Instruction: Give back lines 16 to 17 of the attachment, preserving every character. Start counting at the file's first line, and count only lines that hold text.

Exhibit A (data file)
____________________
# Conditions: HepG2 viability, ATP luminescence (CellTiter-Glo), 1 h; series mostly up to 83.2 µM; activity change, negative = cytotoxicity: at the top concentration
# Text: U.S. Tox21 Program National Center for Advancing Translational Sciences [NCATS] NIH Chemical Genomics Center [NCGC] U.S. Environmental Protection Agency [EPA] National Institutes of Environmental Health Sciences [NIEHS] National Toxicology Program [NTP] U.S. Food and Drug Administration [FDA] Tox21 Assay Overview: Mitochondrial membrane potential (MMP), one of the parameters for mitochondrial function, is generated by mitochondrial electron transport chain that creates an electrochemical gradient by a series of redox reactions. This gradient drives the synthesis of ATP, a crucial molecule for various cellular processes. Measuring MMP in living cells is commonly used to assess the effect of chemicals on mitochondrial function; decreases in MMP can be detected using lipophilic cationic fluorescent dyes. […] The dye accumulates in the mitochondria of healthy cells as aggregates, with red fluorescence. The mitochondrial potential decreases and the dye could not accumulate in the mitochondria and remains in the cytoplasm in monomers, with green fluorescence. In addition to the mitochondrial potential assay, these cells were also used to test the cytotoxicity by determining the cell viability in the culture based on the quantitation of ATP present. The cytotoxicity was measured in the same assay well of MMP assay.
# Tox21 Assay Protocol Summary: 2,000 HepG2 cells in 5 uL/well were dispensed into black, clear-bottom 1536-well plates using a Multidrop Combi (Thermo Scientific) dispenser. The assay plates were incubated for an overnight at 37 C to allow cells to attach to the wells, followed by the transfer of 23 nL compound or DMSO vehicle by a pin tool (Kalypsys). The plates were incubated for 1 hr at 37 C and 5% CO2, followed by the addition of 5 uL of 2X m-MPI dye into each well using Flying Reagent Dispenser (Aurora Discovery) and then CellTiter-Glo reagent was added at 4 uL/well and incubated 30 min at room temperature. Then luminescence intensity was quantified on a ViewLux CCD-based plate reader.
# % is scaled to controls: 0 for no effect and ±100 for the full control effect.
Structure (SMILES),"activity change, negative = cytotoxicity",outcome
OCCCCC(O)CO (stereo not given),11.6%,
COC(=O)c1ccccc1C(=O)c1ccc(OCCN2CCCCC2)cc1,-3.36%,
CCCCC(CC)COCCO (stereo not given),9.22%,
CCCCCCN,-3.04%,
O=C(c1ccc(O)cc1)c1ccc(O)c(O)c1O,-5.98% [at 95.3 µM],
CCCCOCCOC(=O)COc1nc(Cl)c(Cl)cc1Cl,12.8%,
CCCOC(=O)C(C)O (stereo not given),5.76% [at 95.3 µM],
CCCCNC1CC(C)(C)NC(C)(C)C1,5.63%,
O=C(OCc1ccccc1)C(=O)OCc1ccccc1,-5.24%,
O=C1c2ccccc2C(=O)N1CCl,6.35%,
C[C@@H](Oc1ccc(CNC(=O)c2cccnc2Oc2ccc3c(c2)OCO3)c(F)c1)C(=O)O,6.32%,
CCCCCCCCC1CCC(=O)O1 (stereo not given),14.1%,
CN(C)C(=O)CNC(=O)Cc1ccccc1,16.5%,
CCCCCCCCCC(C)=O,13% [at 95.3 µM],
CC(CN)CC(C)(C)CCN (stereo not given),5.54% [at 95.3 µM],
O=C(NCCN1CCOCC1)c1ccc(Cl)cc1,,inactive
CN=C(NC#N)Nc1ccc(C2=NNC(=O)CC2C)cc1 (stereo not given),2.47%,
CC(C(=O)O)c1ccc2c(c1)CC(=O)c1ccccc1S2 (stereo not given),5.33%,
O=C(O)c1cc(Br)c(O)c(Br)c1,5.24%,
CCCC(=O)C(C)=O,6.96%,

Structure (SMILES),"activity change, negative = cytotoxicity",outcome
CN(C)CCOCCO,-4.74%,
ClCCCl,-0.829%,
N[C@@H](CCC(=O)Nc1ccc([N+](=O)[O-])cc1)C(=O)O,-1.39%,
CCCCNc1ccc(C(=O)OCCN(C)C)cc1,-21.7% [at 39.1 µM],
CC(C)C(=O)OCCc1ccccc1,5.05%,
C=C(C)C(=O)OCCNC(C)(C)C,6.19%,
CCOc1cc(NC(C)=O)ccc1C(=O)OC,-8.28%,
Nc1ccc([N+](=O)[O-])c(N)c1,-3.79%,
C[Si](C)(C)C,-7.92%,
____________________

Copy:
C[C@@H](Oc1ccc(CNC(=O)c2cccnc2Oc2ccc3c(c2)OCO3)c(F)c1)C(=O)O,6.32%,
CCCCCCCCC1CCC(=O)O1 (stereo not given),14.1%,